JEFFERSON COUNTY —Lookout Mountain Nature Center, with its ubiquitous mounted animals and basic nature information, is a popular stop for tourists traveling along the Lariat Loop National Scenic Byway.


latest goal, however, is to rope a different demographic: locals.

"We're funded by a half-a-cent sales tax and, so, we want to make sure we're reaching people who are helping with that," said nature education supervisor Tim Sandsmark, who oversees the center.

The Nature Center, at 910 Colorow Road in Golden, is home of the educational arm of Jefferson County Open Space. While Open Space parks are heavily used by locals, many overlook the free educational programs provided at the center and those throughout the parks, which the center also manages.

Getting more residents to take advantage of those programs — that span stargazing and birdwatching to nature journaling and junior rangers — could help the whole park system.

"We're trying to get them to be good stewards of our parks, too," Sandsmark said. "Not only just to use them, to show them what's available, but also to make them appreciate and take good care of them."


That is why an upcoming revamp at the center will focus more on the park system and make exhibits easier to change out for the seasons, such as upgrading to technology-based displays with screens.

"Part of what we're trying to do is make sure that people from the county and the area have a little bit more to see and do," Sandsmark said.

This is not to say the nature center is not well-loved. Attendance at Lookout Mountain Nature Center has been steadily increasing, setting records in recent years.

Increasing participation in educational programming overall, which includes history education related to parks, is part of Jefferson County Open Space's master plan. It sets some goals for 2019, including increasing annual participation to 77,500; last year, it was already up to 72,545.

"We're well on our way to achieving the goal," Sandsmark said.

Among the most popular programs at the nature center are those for preschoolers, called Nature Nuts, like the "Snug as Bug in the Snow" program about insects in winter that recently drew about 20 children and their parents and caregivers to the center.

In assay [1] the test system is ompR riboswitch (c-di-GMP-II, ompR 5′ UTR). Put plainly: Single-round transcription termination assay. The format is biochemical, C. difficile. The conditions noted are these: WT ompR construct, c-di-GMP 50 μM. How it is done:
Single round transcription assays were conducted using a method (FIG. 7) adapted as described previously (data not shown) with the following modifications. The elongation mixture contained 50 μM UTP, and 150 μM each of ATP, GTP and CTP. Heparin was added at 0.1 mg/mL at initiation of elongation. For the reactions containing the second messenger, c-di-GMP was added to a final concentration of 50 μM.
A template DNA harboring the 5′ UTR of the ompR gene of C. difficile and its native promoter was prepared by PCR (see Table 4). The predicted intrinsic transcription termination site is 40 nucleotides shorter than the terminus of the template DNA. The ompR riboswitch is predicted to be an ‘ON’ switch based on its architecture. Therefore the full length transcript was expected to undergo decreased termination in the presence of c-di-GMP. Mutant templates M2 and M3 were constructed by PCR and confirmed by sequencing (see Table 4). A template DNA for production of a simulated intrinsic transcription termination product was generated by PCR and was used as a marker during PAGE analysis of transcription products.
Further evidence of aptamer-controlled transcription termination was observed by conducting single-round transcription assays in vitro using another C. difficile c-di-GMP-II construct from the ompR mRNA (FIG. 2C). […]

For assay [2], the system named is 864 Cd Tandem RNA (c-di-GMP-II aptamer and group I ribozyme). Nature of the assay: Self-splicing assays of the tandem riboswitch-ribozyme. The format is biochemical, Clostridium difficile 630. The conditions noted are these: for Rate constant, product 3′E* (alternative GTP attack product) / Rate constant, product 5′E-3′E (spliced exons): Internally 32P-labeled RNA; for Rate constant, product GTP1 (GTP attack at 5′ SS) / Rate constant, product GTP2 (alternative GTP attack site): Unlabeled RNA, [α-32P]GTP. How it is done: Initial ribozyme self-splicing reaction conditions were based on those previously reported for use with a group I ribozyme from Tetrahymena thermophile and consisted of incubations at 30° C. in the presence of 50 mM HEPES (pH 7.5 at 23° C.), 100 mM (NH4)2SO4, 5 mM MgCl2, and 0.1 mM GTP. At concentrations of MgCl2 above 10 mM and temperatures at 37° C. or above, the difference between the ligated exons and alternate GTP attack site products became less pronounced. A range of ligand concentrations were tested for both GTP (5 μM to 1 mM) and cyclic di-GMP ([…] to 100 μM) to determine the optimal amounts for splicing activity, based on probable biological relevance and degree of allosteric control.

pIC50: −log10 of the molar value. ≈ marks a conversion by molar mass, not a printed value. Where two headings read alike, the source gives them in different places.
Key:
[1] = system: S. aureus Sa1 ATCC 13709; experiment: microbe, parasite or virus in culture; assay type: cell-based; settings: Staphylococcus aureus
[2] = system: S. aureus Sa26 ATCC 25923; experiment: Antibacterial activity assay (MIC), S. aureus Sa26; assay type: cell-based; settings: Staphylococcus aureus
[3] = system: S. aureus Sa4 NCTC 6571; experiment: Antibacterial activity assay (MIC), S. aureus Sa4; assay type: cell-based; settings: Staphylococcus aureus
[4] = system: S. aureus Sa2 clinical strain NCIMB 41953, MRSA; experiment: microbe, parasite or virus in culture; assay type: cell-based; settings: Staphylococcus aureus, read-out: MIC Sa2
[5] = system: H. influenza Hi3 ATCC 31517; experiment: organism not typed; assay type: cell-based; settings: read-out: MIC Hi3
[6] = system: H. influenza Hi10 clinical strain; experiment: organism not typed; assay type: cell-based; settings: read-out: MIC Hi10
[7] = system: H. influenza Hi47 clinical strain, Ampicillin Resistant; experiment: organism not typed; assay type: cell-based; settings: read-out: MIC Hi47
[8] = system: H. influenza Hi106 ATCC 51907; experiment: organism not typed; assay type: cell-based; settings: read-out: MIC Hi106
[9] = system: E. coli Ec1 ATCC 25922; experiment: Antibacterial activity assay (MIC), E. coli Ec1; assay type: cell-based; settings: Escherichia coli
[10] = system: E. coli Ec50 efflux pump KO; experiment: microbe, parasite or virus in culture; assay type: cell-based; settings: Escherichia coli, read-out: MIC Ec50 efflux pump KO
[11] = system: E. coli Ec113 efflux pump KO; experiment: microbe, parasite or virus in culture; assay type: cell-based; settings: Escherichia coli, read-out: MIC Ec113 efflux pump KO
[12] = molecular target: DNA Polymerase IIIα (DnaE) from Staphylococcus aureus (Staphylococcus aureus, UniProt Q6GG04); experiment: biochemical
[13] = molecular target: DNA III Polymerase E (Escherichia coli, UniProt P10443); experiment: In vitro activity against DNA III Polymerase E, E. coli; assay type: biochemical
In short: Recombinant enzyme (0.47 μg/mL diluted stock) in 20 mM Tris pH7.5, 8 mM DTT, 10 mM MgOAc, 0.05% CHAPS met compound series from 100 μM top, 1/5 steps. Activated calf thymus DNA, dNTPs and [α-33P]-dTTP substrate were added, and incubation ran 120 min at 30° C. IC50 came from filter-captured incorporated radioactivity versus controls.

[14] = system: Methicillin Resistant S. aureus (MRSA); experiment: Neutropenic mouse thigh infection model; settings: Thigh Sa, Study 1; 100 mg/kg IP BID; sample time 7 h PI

"It's very nice for me to get her up here and introduce her to nature," said Karen Force, a Genesee resident who was there with her daughter, Audrey. "We'd gone hiking here before, and I didn't realize that they had the programs until I was looking on the website."

The programs are all led by volunteers — the nature center has amassed a regular group of about 75 — like PJ Jones, who helped develop some of the kids programs.

"It's really fun to offer this type of information to the kids and their parents," Jones said. "It's given me the impetus to learn that much more about the world we live in."

The center also gets a lot of participation in its school programs, which are all tailored to fit in with curricula and be a part of state elementary education standards.

Whether locals visit the nature center or stick to their parks, they can expect to see more educational opportunities, said Thea Rock, spokeswoman for Jefferson County Open Space.

She said the nature center "is really broadening their reach to the people of Jefferson County and, beyond that, this is a nature education resource for them."

Josie Klemaier: 303-954-2465, This email address is being protected from spambots. You need JavaScript enabled to view it. or @JosieKlemaier

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Go to -nature-center or call 720-497-7600.